The SOC typically will leverage internal and external resources in response to and recovery from the incident. It is important to recognize that a SOC may not always deploy countermeasures at the first sign of an intrusion. There are three reasons for this:

  • 1. The SOC wants to be sure that it is not blocking benign activity.
  • 2. A response action could impact a constituency’s mission services more than the incident itself.
  • 3. Understanding the extent and severity of the intrusion by watching the adversary is sometimes more effective than performing static forensic analysis on compromised systems, once the adversary is no longer present.

To determine the nature of the attack, the SOC often must perform advanced forensic analysis on artifacts such as hard drive images or full-session packet capture (PCAP), or malware reverse engineering on malware samples collected in support of an incident. Sometimes, forensic evidence must be collected and analyzed in a legally sound manner. In such cases, the SOC must observe greater rigor and repeatability in its procedures than would otherwise be necessary.

Building a Security Operations Center

In addition to SOC analysts, a security operations center requires a ringmaster for its many moving parts.

The SOC manager often fights fires, within and outside of the SOC. The SOC manager is responsible for prioritizing work and organizing resources with the ultimate goal of detecting, investigating and mitigating incidents that could impact the business.

1641449027 604 How to build and run a Security Operations Center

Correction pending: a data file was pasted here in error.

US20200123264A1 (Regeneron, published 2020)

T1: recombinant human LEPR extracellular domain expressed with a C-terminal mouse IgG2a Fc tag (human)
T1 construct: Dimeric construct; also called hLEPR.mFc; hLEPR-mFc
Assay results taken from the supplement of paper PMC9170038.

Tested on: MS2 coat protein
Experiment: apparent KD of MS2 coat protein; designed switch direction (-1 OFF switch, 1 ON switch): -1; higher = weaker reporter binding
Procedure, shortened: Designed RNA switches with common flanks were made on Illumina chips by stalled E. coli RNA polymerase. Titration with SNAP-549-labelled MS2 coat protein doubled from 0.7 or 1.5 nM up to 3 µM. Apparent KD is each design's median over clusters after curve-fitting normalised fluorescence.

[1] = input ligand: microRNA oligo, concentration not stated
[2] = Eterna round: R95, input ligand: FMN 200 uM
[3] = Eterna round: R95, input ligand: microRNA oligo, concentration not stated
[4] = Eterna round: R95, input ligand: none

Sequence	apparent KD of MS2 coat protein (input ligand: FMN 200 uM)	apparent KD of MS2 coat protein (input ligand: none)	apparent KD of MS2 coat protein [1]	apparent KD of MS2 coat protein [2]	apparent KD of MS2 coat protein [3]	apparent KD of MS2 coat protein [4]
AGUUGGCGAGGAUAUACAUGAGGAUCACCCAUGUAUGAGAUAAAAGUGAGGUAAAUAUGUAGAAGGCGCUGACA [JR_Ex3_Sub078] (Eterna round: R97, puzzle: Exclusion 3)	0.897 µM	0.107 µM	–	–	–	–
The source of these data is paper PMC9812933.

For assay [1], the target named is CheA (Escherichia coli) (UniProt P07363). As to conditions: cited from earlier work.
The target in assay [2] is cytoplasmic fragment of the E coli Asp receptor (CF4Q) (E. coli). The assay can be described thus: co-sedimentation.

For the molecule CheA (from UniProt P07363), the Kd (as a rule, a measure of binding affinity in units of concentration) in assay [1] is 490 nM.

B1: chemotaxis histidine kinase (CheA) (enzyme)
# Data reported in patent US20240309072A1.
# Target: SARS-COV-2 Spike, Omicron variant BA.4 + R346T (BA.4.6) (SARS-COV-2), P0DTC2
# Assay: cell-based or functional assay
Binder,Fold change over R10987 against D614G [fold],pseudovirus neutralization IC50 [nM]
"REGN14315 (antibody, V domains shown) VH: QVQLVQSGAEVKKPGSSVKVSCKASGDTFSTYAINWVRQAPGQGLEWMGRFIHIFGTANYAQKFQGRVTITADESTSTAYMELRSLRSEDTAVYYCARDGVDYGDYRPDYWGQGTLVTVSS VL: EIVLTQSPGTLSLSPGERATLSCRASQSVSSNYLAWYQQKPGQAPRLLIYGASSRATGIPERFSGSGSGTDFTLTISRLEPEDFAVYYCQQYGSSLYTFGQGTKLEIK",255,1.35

The SOC manager should develop a workflow model and implement standardized operating procedures (SOPs) for the incident-handling process that guides analysts through triage and response procedures.


Defining repeatable incident triage and investigation processes standardize the actions a SOC analyst takes and ensures no important tasks fall through the cracks.

By creating repeatable incident management workflow, team members’ responsibilities and actions from the creation of an alert and initial Tier 1 evaluation to escalation to Tier 2 or Tier 3 personnel are defined.

Based on the workflow, resources can be effectively allocated.

One of the most frequently used incident response process models is the DOE/CIAC model, which consists of six stages: preparation, identification, containment, eradication, recovery and lessons learned.


An enterprisewide data collection, aggregation, detection, analytic and management solution is the core technology of a successful SOC.

An effective security monitoring system incorporates data gathered from the continuous monitoring of endpoints (PCs, laptops, mobile devices and servers) as well as networks and log and event sources.